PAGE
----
Jesus Said, I Will Build

In Matthew 16:18 Jesus, the Christ, the Son of the living God, said,

“I will build my church”

New JerusalemThis building work is not in the material realm. Rather, it is to produce “a spiritual house” (1 Peter 2:5). Matthew 16 is the context of Jesus’ word about building. There are many factors here which indicate that the building of the church is spiritual, not physical. Consider:

We must be men of faith, taking the Lord’s word as our bread and being watchful not to take impure teaching, which is leaven (v. 5-12).
Peter received a heavenly revelation from the Father (v. 16-17).
There is spiritual warfare around the building work (v. 18).
Prayer is necessary (v. 19).
The Lord must pass through death and enter into resurrection (v. 21).
We need to deny ourselves, take up our cross, and follow the Lord (v. 24).
We need to lose our soul life (v. 25-26).

Jesus said, “I will build.” He alone did the initial work by His ministry recorded in the gospels and by His death and resurrection. Now He builds the church, which is His Body (Ephesians 1:22-23), by working through all His members. Since the building of the church is spiritual rather than physical we should realize that its successor and magnification, New Jerusalem, is also spiritual rather than physical.

Bible verses quoted in these posts are from The Holy Bible, Recovery Version, published and copyrighted by Living Stream Ministry, Anaheim CA, 2003. The New Testament of this Bible, with its outlines, footnotes, and cross-references, may be viewed at online.recoveryversion.org; this too is copyrighted by Living Stream Ministry.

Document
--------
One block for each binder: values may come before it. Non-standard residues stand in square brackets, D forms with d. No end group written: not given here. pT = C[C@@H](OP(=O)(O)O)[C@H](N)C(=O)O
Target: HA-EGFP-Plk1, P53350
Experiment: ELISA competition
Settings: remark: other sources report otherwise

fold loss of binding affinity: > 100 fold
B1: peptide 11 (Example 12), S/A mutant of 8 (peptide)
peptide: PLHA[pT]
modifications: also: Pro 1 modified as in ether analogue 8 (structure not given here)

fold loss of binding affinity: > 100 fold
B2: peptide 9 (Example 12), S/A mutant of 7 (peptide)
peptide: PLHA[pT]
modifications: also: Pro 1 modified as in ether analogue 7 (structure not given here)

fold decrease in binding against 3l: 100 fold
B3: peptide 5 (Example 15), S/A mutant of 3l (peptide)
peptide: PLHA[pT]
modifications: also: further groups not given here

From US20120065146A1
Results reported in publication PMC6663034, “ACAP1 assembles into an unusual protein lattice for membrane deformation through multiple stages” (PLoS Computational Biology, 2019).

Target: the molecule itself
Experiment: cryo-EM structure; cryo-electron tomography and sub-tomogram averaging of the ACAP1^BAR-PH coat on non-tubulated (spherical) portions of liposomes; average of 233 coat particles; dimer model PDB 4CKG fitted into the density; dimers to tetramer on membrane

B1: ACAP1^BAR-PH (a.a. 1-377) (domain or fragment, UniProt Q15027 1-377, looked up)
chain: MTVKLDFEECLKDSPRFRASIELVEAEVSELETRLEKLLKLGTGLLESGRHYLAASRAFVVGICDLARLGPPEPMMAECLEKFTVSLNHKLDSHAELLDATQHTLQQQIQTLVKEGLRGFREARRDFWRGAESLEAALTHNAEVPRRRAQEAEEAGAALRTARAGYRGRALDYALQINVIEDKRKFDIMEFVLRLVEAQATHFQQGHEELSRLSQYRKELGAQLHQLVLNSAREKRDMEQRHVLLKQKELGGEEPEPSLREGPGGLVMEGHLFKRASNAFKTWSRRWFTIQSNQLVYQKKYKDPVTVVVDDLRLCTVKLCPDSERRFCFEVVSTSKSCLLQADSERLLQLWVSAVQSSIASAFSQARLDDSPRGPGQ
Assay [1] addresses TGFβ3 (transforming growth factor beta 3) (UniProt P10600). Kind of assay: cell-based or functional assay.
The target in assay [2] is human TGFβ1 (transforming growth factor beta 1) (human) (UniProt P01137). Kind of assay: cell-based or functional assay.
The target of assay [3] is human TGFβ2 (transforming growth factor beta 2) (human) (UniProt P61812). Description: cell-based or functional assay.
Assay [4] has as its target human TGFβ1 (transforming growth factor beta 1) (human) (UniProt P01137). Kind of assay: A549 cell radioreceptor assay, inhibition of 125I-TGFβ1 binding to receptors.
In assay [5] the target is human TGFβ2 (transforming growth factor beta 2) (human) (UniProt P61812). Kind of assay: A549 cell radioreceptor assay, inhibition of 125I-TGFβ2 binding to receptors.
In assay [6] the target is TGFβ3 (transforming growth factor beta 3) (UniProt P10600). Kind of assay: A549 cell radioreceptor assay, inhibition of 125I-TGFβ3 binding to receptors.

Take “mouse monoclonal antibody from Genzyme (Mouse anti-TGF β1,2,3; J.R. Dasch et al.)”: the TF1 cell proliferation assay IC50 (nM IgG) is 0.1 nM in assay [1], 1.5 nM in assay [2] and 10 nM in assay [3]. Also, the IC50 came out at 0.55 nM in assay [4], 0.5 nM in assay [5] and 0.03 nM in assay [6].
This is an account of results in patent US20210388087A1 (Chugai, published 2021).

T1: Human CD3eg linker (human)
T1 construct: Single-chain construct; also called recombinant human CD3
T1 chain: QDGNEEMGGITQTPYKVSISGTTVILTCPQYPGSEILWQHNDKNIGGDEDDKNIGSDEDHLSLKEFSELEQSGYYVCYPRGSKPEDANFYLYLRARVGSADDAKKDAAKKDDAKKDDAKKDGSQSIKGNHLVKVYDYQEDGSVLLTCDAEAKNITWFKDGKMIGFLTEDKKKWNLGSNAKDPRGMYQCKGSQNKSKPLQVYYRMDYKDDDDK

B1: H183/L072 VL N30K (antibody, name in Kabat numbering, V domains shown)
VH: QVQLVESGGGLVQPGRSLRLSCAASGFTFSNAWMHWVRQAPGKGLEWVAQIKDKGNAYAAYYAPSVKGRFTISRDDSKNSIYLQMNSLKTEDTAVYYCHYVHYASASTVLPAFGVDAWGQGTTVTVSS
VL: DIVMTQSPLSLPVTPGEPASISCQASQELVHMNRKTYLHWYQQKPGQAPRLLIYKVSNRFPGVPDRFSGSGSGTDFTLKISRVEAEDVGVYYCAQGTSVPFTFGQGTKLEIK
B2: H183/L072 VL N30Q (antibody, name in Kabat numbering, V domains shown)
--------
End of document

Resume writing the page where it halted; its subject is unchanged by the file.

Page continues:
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  1. The three major New Testament lists of the gifts are all introduced by a description of the unity and diversity in the body of Christ. Paul’s metaphor for the church could not be more appropriate, because both the universal church (all believers) and the local church (geographically localized groups of believers) are unities which are built out of diverse elements. All believers have been baptized by the Holy Spirit into the body of Christ (1 Cor. 12:13). Christ is the head, the ruler of the body (Eph. 1:22; 4:15; Col. 1:18), and believers are the individual members or components. In this analogy, each Christian has been given a special function to perform and the ability to fulfill it in a way that will benefit the other members. There is quantitative and qualitative growth when believers discover and actively use their spiritual gifts. Each part of the body depends on the rest for its well-being, and there are no useless organs. This is why edification through teaching and fellowship is so necessary in the local church. The biblical concept of koinonia or fellowship communicates the fact that isolation leads to atrophy. Just as no organ can function independently of the others, so no Christian can enjoy spiritual vitality in a relational vacuum. The Spirit has sovereignly distributed spiritual gifts to every member of the body, and no single member possesses all the gifts. Thus, growth does not take place apart from mutual ministry and dependence.

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